Red and Blue Celebration honors 23 graduating staff members

Published 8:30 am Friday, May 6, 2022

University of Mississippi staff members who have earned degrees while working were recognized for their accomplishments Wednesday (May 4) at the annual Red and Blue Celebration of Achievement.

Twenty-three employees who are receiving bachelor’s, master’s, specialist or doctoral degrees during 2022 Commencement exercises this weekend were honored at noon in Gertrude C. Ford Center for the Performing Arts. Co-sponsors for the celebration include the offices of the Chancellor and Provost, and University and Public Events.

During the ceremony, graduates were honored with red-and-blue cords presented by Noel Wilkin, provost and executive vice chancellor for academic affairs. Other program participants included Chancellor Glenn Boyce; Deetra Sims-Wiley, Staff Council president-elect; and Ginny Chavis, acting associate provost.

“It is wonderful to have so many of our employees take advantage of the amazing educational opportunities that are available on our campus,” Wilkin said. “This benefit is a great way for people to advance their education while working for the university, and I know it takes incredible dedication and hard work.

“Every one of our graduates this year is to be commended and congratulated for advancing their educational goals while being an employee.”

Participating employees came from departments across campus, including the schools of Education, Engineering and Law, Graduate School, Office of Admissions, Division of Outreach and Continuing Education, University Marketing and Communications, Office of Research and Sponsored Programs, University Libraries, International Programs, Human Resources, ID Center, Institute of Child Nutrition, Police and Campus Safety, and Ole Miss Sports Productions.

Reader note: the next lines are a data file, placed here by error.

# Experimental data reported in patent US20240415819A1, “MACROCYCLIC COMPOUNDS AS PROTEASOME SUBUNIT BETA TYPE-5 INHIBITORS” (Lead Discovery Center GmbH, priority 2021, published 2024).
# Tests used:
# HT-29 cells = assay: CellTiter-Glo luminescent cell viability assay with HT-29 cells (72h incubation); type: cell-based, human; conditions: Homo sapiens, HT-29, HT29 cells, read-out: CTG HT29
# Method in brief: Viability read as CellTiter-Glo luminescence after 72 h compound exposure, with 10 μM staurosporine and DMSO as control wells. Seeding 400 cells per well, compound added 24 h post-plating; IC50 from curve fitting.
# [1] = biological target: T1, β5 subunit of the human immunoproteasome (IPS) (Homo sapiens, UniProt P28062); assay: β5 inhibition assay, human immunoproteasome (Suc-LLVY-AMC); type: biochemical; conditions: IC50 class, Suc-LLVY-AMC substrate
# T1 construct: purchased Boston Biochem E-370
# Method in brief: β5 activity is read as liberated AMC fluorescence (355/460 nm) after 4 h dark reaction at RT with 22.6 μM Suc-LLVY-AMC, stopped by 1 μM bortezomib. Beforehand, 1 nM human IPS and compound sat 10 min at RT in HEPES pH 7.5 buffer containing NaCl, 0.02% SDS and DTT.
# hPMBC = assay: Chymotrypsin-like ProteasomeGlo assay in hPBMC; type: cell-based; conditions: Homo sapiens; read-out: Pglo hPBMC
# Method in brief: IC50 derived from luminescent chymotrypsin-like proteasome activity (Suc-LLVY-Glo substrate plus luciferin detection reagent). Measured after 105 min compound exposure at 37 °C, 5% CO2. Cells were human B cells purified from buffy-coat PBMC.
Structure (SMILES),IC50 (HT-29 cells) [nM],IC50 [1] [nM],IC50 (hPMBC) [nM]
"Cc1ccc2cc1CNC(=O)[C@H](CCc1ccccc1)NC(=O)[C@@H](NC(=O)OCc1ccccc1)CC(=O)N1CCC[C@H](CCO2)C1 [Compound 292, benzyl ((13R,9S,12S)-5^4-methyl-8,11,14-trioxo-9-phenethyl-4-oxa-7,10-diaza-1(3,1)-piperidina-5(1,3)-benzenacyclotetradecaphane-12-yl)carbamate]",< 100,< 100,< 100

Several recipients recalled the challenges they encountered as they earned their degrees.

Jessica Evans, staff assistant for UM Law Career Services, said it has been a long and trying road to earn her master’s in higher education and student personnel.

“As a first-generation and low-income student, it technically took me seven years to finally complete my undergrad degree in 2018,” the Nashville native said. “I started the master’s program in 2018 full steam ahead, but was then thrown for a loop when I lost my grandparents – who were more like parents to me – within 17 days of each other in 2019.”

Evans took time off to focus on grieving and dealing with her new normal. The hindsight of her undergraduate experience taught her that it’s OK to ask for help and ask early, and that taking time off is OK.

“I started the program back in the spring of 2021,” she said. “Now, here I am, a first-generation student, on track to graduate with a 3.5 GPA and have a career in a field that allows me to be an encouraging voice to students.”

Debilitating breast cancer that twice interrupted her studies and demanding internship hours were two hurdles that Precious Pratt Thompson overcame.